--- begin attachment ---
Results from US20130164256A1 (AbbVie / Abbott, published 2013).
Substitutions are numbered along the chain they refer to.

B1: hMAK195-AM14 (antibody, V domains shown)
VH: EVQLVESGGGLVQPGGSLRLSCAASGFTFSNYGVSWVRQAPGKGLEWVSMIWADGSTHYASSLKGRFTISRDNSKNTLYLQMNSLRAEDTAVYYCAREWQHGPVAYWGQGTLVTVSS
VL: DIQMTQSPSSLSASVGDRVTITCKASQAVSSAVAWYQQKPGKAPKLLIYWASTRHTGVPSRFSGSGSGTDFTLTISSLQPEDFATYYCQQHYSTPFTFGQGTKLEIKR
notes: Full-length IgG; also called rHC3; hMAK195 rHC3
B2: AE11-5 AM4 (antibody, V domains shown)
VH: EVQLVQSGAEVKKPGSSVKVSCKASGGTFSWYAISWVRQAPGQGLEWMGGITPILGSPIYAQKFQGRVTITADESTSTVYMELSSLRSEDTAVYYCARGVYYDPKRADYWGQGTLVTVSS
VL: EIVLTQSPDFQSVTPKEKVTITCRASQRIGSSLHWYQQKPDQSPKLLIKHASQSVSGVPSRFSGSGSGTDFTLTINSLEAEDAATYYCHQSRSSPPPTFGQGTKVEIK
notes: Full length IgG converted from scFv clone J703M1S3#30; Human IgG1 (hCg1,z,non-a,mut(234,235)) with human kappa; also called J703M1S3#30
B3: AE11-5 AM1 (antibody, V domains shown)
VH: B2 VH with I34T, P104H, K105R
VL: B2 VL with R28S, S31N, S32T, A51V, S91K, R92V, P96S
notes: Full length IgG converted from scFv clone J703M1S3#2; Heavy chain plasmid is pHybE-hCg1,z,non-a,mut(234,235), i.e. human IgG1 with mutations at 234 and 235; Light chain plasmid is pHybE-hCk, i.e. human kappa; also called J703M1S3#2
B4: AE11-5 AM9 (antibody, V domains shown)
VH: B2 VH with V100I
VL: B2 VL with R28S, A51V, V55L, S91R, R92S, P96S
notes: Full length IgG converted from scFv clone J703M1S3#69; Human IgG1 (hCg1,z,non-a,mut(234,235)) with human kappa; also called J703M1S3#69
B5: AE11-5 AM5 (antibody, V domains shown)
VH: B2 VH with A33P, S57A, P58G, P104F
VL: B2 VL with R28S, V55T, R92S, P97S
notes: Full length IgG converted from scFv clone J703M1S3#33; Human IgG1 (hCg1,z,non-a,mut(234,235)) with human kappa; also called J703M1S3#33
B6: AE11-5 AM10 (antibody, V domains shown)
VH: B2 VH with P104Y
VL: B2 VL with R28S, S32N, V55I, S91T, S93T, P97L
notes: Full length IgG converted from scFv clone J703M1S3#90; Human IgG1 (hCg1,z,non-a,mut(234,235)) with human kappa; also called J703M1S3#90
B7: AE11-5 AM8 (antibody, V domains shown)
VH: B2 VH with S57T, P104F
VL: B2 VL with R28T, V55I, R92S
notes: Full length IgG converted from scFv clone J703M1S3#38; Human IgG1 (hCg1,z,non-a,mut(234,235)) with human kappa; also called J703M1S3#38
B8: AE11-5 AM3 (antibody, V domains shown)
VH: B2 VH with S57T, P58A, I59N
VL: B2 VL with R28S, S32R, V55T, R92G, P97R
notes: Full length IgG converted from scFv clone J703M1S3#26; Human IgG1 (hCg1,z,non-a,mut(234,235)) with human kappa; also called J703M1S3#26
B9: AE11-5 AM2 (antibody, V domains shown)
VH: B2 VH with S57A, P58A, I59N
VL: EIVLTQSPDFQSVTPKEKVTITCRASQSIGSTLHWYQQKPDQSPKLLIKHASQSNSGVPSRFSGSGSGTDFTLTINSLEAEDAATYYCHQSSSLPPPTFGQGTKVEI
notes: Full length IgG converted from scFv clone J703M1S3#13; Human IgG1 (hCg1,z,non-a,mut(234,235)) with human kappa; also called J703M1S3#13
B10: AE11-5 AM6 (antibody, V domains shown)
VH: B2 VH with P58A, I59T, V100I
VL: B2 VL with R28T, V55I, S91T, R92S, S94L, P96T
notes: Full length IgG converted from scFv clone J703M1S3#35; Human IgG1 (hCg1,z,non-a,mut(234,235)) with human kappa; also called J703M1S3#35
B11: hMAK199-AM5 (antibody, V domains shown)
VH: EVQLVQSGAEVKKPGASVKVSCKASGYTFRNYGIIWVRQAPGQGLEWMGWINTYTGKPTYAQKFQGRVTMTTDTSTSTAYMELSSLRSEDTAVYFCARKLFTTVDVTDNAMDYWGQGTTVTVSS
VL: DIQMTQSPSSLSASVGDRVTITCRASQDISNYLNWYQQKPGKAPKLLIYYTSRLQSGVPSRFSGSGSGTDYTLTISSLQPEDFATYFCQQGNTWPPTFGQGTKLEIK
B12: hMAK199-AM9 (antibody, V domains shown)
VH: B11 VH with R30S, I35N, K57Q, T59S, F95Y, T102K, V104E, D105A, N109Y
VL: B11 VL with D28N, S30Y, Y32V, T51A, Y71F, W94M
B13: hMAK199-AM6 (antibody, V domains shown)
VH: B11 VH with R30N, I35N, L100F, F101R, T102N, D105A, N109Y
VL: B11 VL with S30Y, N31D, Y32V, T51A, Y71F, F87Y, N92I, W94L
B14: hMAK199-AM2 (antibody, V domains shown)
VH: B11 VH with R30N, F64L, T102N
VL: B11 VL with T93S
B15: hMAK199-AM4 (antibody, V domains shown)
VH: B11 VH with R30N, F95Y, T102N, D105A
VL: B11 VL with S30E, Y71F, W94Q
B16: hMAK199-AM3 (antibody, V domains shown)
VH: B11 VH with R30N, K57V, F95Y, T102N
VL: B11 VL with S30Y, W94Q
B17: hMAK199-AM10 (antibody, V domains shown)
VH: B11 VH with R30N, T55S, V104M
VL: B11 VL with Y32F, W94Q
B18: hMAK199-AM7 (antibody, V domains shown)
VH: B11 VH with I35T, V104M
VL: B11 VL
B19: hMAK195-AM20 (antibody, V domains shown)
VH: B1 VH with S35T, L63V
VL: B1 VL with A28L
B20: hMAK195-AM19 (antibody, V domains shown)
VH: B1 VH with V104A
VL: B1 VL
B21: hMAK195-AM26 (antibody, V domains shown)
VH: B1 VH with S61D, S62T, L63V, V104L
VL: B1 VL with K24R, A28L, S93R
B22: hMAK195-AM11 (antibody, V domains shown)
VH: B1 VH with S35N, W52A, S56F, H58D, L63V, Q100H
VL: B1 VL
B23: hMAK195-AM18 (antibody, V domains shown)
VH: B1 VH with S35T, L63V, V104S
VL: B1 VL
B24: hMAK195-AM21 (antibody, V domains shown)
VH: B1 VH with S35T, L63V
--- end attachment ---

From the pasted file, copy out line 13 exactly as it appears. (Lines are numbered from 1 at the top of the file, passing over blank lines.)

VL: B2 VL with R28S, S31N, S32T, A51V, S91K, R92V, P96S